Being a Feminist Hip-Hop Fan

“Aye, Candace. Your boy Ab-Soul cutting up on Twitter.”

I rubbed the sleep out of my eye and sat up slowly in my bed. “What?” I asked groggily. It was mid-morning and my friend’s call had rattled me out of my sleep. “Go look on Twitter,” my best friend said. “Aw man,” I mumbled. I took my phone from beside my ear and thumbed through my apps to find Twitter. I logged on and headed straight to Ab-Soul’s profile. I sighed. Sure enough, he was cutting up.

In one tweeting session, Ab-Soul managed to question reproductive rights, claim women actually enjoy being cat called, and reduce women to “flowers” who are “designed to be admired.” The irony of Ab-Soul’s tweets is that in December, he dropped his fourth studio album, Do What Thou Wilt, in which he made bold statements about sexism.

“And we don’t speak on sexism as much as we really should.
The black man could vote before the woman could.
You sing hymns in church, I’m looking for the hers.
66 books in the Bible, they ain’t let a lady say one word.”

For him to claim sexism is a prevalent issue that needs to be addressed and then turn around and perpetuate sexist notions, it was disappointing but not surprising. When I initially heard his album, I was not impressed with his surface-level hot takes on misogyny. As a feminist woman who loves his music, I was already aware that his sexism preceded those tweets. In fact, his sexism was evident in the same album and albums prior. For many rap artists, sexism is something they always fall back on and unfortunately, I’m use to it.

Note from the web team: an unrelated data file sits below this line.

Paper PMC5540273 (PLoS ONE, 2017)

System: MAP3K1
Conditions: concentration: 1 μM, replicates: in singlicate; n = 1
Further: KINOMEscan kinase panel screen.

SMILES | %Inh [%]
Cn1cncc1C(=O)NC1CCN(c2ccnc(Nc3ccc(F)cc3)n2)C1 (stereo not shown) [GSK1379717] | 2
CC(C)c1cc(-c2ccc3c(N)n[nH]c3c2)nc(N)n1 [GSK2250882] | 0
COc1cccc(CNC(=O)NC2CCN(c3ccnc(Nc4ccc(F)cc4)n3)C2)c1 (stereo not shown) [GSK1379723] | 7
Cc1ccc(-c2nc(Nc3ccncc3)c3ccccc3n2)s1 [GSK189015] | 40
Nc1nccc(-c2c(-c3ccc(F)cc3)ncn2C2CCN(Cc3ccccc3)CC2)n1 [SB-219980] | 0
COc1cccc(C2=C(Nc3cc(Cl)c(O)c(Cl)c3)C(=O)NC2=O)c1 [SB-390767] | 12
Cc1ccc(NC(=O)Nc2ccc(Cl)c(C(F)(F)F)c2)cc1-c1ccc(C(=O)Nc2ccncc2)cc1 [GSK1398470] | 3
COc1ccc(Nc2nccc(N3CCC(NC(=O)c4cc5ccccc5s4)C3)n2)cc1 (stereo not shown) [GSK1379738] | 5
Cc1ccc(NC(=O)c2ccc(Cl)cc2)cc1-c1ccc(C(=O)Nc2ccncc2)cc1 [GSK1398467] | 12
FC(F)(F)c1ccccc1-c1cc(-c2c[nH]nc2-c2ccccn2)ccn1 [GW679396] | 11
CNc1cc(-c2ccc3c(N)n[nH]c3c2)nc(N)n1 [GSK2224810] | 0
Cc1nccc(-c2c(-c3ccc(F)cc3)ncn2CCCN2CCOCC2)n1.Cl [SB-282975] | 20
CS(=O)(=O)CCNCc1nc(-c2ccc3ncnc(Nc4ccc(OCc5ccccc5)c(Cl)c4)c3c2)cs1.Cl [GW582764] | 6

Anyone who knows me, know that I am both a Black feminist and a lover of hip-hop. Considering the misogynstic nature of hip-hop, some would say that’s quite an oxymoron. They would be valid in thinking so too. There’s no denying that misogyny is an issue in today’s hip-hop. I can’t listen to one rap song without hearing women be referred to as “bitches” and “hoes.” Hip-hop thrives off the degradation and objectification of women so one could logically ask, “How in the world are you a feminist yet you love a genre that seemingly hates you?”

Well, let’s set the record straight about a couple of things. Hip-hop, in itself, is not inherently misogynistic. The beginnings of hip-hop were not founded on the subjugation of women. This culture came alive in New York City as a way for young Black youth to express themselves. With hip-hop, or any other form of art, people use it as a medium to express their own thoughts and feelings. It becomes a reflection of them. Hip-Hop evolved into a way Black youth could express their frustrations regarding poverty, racism, and police violence–N.W.A and their criticism of police brutality being a key example. Considering that hip-hop has always been a male-dominant space and men have always been socialized to be sexist, unfortunately hip-hop became a way for men to express their misogynistic beliefs as well.